Chapter 6: tour of the cell
•Microscopes provide a window to the cell.
•Most important tool in cytology
•Resolution has improved understanding of cells.
oResolving power – the smallest distance between two objects that allows them to be seen as distinct objects. oResolving power of the human eye is 0.1 mm
•Light microscope – uses glass lenses and visible light to form a magnified image of an object. oResolving power of about 100 nm (.0002 mm)
oAdvantage: View of cells and organelles
oDisadvantage: Cannot visualize ribosomes
oTypes of light microscopy:
Brightfield microscopy- passes light directly through specimen. Very little contrast (will show natural colors). Brightfield stained specimen- same as above except dyes have stained specimen. WE USE Phase contrast – useful for viewing living cells. Increases contrast of unstained cells. Differential interference contrast- exaggerates contrast making image appear almost 3D. Fluorescence – shows location of specific molecules with the use of fluorescent dyes or antibodies. Confocal – uses lasers and special optics for optical sectioning of fluorescently stained specimens. Clearer Picture than fluorescence. •Electron microscopes –use powerful magnets to focus an electron beam. oElectron micrograph- the image created.
oResolving power of .2 nm
oScanning electron microscope - electrons are directed at the surface of the cells, providing a 3D image. Electrons don’t penetrate. oTransmission electron microscope – allows you to see inside of the cell. Specimen is sliced thin so that electrons can penetrate. •Cell fractionation – rupturing cells, followed by systematic centrifugation to take cells apart, separating out organelles. oCells must be ruptured with care so as to not break the internal membrane bound compartments. Mortar and pestle, glass homogenizer, blender, or place cell in a hypotonic solution so that it pops. oDifferential centrifugation – when cell suspension is placed in a centrifuge to create large forces causing the components of the suspension to pellet at the bottom of the tube. (Burst cell, separates more dense.) oCentrifuge- lab instrument that spins materials at high speeds. View of the Cell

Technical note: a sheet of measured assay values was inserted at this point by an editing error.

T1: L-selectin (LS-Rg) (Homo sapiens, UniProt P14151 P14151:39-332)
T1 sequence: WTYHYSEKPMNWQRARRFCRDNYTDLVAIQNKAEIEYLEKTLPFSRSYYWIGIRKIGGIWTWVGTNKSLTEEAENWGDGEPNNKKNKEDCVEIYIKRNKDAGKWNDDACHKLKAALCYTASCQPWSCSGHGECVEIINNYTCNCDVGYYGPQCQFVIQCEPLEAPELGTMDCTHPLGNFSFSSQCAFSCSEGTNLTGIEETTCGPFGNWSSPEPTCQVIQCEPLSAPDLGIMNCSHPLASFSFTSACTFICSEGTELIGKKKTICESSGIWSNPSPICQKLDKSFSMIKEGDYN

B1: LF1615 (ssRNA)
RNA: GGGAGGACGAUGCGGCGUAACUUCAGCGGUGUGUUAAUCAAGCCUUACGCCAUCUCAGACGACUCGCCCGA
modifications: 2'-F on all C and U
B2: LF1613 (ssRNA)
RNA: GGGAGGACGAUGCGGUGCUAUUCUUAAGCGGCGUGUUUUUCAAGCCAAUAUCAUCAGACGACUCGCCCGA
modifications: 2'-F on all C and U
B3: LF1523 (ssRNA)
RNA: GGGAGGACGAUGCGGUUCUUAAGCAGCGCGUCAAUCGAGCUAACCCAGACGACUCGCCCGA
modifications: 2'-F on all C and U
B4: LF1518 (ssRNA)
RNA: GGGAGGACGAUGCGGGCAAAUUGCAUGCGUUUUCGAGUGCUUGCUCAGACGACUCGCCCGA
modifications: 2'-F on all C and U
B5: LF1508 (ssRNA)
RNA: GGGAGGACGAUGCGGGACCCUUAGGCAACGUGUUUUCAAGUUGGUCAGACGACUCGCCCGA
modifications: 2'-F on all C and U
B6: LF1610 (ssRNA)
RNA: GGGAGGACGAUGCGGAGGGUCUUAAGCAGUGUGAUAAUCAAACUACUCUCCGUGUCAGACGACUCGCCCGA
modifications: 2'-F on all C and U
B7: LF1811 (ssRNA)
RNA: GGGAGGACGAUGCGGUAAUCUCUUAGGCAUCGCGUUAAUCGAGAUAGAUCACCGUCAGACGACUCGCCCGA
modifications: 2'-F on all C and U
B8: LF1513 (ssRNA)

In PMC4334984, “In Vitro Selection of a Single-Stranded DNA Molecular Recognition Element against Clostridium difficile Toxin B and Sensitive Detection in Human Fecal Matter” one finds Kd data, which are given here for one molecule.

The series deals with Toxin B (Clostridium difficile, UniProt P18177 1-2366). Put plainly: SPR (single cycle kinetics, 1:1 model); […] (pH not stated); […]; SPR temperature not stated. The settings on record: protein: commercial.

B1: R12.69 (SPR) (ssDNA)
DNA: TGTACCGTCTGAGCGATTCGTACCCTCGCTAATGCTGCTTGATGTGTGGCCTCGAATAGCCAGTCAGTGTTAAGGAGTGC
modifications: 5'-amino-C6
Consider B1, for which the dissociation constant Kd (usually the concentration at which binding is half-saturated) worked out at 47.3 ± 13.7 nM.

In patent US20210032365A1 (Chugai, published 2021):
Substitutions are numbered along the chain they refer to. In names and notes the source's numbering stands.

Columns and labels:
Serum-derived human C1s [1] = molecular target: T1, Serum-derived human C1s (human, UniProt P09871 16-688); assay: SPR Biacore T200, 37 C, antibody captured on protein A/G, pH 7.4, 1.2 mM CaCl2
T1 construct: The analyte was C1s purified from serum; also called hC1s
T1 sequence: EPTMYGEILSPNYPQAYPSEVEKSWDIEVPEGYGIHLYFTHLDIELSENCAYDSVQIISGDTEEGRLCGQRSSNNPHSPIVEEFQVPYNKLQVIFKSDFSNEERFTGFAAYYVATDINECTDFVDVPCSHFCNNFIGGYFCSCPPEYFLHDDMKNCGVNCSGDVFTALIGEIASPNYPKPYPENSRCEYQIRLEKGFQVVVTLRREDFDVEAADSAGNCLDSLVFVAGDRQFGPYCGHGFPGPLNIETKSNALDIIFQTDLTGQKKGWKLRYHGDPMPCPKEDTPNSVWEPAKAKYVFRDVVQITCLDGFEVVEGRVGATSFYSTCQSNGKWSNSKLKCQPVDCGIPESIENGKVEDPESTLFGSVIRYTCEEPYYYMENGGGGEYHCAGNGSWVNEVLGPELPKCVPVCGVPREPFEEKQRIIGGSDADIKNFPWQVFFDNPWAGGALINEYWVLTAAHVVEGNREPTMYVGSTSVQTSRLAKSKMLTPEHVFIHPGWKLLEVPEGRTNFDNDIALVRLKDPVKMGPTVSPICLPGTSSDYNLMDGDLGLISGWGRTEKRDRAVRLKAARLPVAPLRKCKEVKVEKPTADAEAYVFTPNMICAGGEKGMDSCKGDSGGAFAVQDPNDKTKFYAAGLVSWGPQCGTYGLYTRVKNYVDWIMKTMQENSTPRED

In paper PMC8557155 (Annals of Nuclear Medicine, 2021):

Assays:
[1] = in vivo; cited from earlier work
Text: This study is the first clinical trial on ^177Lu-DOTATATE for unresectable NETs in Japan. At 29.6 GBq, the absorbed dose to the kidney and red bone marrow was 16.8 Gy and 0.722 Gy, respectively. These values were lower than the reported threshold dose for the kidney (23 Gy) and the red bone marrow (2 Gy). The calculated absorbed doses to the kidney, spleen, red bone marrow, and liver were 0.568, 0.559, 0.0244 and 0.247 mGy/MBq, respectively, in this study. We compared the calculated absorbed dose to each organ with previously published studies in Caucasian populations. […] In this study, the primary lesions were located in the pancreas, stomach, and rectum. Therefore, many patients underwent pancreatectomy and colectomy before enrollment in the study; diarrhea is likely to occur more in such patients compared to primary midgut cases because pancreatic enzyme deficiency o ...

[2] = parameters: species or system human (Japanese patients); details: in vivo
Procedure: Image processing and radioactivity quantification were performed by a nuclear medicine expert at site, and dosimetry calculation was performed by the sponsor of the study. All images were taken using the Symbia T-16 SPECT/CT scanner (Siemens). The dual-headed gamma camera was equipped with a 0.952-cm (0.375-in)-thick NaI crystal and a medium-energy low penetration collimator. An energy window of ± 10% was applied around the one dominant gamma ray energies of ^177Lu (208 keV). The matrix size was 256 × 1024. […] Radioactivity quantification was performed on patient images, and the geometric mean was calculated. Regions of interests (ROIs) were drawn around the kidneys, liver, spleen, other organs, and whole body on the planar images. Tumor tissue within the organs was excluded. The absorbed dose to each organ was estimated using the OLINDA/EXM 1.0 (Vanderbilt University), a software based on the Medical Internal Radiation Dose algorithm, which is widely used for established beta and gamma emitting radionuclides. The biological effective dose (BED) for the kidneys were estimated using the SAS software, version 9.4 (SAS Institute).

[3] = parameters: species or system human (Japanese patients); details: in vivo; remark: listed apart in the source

oEvery cell is composed of one or more prokaryotic or eukaryotic cells. oCells come from preexisting cells
oAll cells have certain features in common: plasma membrane, cytosol, chromosomes, and ribosomes. oCells must maintain a surface area –to-volume ratio (SA/V) that is beneficial for metabolic processes to occur. As a cells volume increases, so does surface area. Not to the same extent Volume is related to the amount of chemical activity a cell can undertake. Surface area indicates its ability to exchange nutrients and waste products with the environment. If a cell was larger, its waste production would outwork its ability to deal with that waste. Cells maintain a large SA/V ration by being small in volume The large amount of surface area is important for many biological functions. oProkaryotic and eukaryotic differ in size and complexity
•From Greek meaning pre-nucleus (nucleoid)
•Generally smaller in size
•No membrane bound organelles
•Have cell walls
•Have smaller ribosomes.
•Includes kingdoms eubacteria and archeabacteria
•Generally single celled organisms, often seen in chains, clusters, or colonies. •Some can use light energy to generate needed materials
•Others can generate needed materials from inorganic compounds. •Some are chemoheterotrophs
•Some move with the aid of flagella
•Pilli – used for attachment to substrates or used for conjugation. •Biofilm – conglomeration of bacteria or different species that form a polysaccharide coat so that they are hard to get rid of. Eukaryotic
•Meaning “true nucleus”
oRed blood cells have no nucleus
•Found in plantae, fungi, protista, and animalia
•Have membrane enclosed...